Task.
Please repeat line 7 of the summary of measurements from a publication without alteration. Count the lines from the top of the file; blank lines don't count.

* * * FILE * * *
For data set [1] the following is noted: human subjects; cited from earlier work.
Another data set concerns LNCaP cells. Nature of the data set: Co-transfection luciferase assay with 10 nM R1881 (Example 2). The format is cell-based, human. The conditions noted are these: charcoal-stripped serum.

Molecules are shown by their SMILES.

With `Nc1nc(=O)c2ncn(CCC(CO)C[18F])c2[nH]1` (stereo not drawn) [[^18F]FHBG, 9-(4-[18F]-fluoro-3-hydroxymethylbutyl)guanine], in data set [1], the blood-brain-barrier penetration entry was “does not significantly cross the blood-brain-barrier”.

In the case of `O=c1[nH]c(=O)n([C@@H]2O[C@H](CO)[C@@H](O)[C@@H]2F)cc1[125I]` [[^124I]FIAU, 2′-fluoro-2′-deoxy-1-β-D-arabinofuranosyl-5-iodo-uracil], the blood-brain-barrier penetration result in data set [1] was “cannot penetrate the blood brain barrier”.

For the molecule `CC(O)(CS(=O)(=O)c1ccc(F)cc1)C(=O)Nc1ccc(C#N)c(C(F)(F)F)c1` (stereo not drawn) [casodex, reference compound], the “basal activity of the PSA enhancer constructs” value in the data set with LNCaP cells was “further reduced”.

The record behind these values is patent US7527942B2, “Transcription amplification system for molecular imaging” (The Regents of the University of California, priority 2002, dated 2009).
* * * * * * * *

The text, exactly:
The record behind these values is patent US7527942B2, “Transcription amplification system for molecular imaging” (The Regents of the University of California, priority 2002, dated 2009).